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Center for a Livable Future

 

July 24, 2014

U.S. Court Decision Allowing Antibiotics in Animal Feed Puts Public Health at Risk

Johns Hopkins Public Health and Food Production Expert Available to Comment

Today, the U.S. Second Circuit Court of Appeals denied an appeal that would require the Food and Drug Administration (FDA) to end the use of penicillin and tetracyclines in animal feed unless drug manufacturers can prove such use is safe. The decision was made despite overwhelming scientific evidence linking the continued misuse of antibiotics in food animals to rising antibiotic resistance in humans.

Keeve Nachman, PhD, a food production and public health researcher at the Johns Hopkins Center for a Livable Future, is available to comment on the decision by the U.S. Court, which he calls is a tremendous disappointment and a setback for public health. Studies show that the practice of feeding antibiotics to animals for purposes other than treating or controlling disease unnecessarily contributes to the development of bacteria that are resistant to drugs, such as penicillin and tetratcyclines, used for treating common infections in humans.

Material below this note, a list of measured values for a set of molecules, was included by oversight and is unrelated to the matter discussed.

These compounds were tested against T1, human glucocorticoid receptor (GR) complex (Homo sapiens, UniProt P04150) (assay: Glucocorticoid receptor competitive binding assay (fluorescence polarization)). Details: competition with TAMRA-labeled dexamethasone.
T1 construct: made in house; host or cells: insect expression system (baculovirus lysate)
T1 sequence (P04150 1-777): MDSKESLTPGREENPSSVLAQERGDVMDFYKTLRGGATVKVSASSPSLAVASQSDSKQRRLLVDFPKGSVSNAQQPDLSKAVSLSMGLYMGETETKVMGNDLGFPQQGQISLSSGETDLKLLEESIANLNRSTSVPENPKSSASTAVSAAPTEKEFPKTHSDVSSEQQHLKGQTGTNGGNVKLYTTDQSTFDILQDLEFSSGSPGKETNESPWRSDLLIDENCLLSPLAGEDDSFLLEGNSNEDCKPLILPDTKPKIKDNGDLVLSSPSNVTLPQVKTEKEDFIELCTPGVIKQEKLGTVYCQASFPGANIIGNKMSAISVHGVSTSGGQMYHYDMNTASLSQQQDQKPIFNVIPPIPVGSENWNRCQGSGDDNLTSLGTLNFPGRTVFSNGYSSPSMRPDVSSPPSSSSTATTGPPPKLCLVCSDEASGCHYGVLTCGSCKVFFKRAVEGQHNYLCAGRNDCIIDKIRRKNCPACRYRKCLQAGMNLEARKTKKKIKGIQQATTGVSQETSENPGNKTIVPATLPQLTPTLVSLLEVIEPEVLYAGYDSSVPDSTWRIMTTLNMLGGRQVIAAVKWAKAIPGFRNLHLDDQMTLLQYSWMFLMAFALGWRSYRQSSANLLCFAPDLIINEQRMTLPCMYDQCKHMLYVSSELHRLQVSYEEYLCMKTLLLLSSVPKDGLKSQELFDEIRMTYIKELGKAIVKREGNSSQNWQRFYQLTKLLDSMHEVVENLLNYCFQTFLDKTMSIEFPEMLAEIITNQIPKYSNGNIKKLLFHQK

“Penicillin and tetracyclines are necessary and commonly-prescribed antibiotics used to treat a variety of infections in people. If they lose their effectiveness, many infections that used to be easily treatable will become far more dangerous and costly to treat,” said Nachman.

Keeve E. Nachman, PhD, MHS, directs the Food Production & Public Health program at the Johns Hopkins Center for a Livable Future and is on the faculty of the Johns Hopkins Bloomberg School of Public Health. An expert on the public health and environmental impacts of industrial agriculture, Nachman’s research centers on the human health risks posed by drugs used in food animal production, including antibiotics and arsenicals.

Johns Hopkins Center for a Livable Future media contact: Natalie Wood-Wright at 443-824-1371 or nwoodwr1@jhu.edu.

Johns Hopkins Bloomberg School of Public Health media contact: Barbara Benham at 410-614-6029 or  bbenham1@jhu.edu.